Entries in Rankings (2)


Which Fast Food Chain Ranks Highest?

Thomas Northcut/Photodisc(NEW YORK) -- When it comes to fast food eateries, just which of the nation's most popular restaurants reign supreme?

In its first-ever ranking of the major American fast food chains, Consumer Reports says Irvine, California-based In-N-Out Burger is tops -- ranking it higher than Wendy’s, Burger King, and even McDonald’s when it comes to the traditional, all-American choice of hamburgers and fries.

The biggest losers in Consumer Reports’ overall ranking included, perhaps surprisingly, some of the most popular names in the industry.

“That includes Burger King, KFC, McDonald’s and Taco Bell,” Consumer Reports senior editor Tod Marks tells ABC News Radio.

“They had uninspiring food, according to our readers,” Marks said. “And their service...was kind of so-so.”

The rankings were based on feedback collected by Consumer Reports on the topics of food, service, value, and speed.

Other chains to earn top spots in their respective categories include Chick-fil-A for chicken and Chipotle for Mexican food.

“They earned very high marks -- the highest possible marks, in fact, for food, for value, for quality of help, and very high marks for speed of service,” Marks said.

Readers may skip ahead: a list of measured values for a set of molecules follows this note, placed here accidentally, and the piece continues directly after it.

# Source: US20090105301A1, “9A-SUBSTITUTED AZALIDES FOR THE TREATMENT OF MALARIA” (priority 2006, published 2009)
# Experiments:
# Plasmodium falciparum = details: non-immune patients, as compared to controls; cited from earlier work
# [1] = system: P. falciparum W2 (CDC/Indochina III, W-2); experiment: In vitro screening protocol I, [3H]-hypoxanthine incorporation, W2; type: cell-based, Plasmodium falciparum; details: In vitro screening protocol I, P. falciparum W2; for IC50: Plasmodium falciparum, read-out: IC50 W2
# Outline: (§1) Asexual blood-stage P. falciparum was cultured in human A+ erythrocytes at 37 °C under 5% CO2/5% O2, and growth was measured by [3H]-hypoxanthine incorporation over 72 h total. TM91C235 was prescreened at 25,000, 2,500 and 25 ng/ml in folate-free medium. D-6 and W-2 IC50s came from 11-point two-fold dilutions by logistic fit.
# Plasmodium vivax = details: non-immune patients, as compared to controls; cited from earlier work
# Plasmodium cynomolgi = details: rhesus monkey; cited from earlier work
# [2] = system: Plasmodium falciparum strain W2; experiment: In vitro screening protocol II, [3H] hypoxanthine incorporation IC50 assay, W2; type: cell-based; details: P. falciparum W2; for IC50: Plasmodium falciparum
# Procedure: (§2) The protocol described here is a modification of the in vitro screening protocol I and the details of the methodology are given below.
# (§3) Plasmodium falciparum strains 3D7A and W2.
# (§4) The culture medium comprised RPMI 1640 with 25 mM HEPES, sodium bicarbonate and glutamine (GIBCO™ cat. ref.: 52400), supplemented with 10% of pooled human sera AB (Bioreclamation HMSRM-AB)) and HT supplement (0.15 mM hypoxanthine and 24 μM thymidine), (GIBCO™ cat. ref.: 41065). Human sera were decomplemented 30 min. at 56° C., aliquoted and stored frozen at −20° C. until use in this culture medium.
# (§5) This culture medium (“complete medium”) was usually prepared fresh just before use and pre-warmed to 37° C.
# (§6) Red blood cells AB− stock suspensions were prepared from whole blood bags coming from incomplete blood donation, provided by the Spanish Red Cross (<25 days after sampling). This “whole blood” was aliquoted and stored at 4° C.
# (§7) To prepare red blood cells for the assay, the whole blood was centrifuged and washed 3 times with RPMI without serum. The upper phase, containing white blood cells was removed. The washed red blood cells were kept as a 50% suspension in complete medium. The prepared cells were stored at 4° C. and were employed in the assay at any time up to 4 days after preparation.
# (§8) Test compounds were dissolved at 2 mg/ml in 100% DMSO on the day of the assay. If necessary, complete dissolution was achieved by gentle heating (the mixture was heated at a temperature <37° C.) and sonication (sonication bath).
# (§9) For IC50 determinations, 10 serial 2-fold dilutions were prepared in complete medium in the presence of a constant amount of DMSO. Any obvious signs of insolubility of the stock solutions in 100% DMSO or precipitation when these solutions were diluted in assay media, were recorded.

Copyright 2011 ABC News Radio


Fortune 500 Had Great Year, Still Aren't Hiring

Justin Sullivan/Getty Images(NEW YORK) -- "It was the best of times, it was the worst of times…" The famous opening to Charles Dickens' A Tale of Two Cities would have been an apt headline for this year's Fortune 500.

"It's the best of times for American big business. Profits were up over 80 percent for America's 500 largest companies," said Andy Serwer, Fortune's managing editor. The Fortune 500 ranks the top U.S. public companies as measured by gross revenue. That's the third-biggest jump since the magazine started keeping track. "Business is picking up again, and they're minting money right now."

How? That was the "worst of times" part.

"Big business is making a lot of money right now by making employees work that much harder," said Serwer.

To put it in economic terms, employees' productivity has grown. It had to when more work fell to fewer workers: unemployment remains high, at 8.8 percent.

The top of the list was studded with oil companies. After number-one Wal-Mart, the next three were ExxonMobil, Chevron and ConocoPhillips, whose profit was up 133 percent over the previous year.

"Oil companies make a lot of money...selling gasoline to Americans, and we can't get enough of it," said Serwer.

Given the current spike in oil prices, reflected in $4-per-gallon prices at the gas pump, oil companies could do even better on next year's list, Serwer said.

Apple, whose iPhone and iPad grew ever more popular last year, was up 21 places, to 35. Its profits were up 145 percent.

Homebuilders, after being shut out of last year's list due to the mortgage crisis, have crept back on, with two companies on the list.

General Motors was number eight, and AIG was 17. Both were huge beneficiaries of U.S. taxpayer bailouts. Even if many Americans are feeling like characters in another Dickens work, "Oliver Twist," asking for "more" work, at least they can say they made the Fortune 500.

Copyright 2011 ABC News Radio

ABC News Radio